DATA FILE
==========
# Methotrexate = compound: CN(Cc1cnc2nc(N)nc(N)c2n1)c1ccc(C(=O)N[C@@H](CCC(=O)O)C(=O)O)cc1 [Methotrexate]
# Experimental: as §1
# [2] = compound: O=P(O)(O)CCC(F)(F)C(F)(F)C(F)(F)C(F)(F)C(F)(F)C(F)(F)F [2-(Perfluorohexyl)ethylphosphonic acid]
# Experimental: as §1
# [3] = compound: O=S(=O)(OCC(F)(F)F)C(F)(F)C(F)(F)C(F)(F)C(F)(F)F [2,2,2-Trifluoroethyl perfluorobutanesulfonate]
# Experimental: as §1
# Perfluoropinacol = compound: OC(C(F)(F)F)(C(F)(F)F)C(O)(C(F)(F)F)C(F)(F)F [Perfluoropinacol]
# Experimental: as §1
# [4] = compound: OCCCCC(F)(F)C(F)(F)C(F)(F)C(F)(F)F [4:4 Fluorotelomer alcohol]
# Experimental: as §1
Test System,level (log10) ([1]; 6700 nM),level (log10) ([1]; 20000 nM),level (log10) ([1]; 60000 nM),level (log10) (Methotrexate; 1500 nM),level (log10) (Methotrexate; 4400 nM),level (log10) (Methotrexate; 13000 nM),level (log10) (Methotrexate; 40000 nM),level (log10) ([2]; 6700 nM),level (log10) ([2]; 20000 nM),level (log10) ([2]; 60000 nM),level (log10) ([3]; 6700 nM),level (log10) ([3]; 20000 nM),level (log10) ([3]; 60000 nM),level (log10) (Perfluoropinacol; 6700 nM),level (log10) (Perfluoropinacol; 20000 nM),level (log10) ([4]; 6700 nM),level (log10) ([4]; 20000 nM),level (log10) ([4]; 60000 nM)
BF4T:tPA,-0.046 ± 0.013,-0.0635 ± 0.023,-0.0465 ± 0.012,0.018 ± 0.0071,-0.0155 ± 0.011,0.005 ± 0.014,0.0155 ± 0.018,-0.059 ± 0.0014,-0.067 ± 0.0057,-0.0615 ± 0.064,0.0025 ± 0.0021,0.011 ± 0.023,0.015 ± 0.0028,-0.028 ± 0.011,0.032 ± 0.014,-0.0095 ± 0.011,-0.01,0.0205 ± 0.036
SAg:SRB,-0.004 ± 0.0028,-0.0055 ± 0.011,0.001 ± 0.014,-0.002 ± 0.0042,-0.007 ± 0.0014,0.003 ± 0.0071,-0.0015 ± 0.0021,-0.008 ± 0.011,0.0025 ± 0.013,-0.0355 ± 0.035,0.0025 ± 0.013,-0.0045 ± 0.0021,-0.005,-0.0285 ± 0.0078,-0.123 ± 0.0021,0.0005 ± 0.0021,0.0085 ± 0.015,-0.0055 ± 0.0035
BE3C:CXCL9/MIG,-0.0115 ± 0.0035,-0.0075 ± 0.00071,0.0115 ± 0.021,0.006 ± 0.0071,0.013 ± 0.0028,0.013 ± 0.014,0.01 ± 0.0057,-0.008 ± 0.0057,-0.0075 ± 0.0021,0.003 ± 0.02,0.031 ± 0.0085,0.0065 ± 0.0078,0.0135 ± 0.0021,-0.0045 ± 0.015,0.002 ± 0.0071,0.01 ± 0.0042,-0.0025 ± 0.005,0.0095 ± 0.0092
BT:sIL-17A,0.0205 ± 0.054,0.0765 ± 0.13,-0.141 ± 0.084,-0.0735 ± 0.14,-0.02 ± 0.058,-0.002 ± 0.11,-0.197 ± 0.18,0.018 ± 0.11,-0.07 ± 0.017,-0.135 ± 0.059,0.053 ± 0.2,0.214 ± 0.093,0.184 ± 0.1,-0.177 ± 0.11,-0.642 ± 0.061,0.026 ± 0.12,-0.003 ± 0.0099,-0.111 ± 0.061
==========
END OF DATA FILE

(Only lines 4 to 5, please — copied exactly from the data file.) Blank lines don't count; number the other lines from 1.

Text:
# Experimental: as §1
# [3] = compound: O=S(=O)(OCC(F)(F)F)C(F)(F)C(F)(F)C(F)(F)C(F)(F)F [2,2,2-Trifluoroethyl perfluorobutanesulfonate]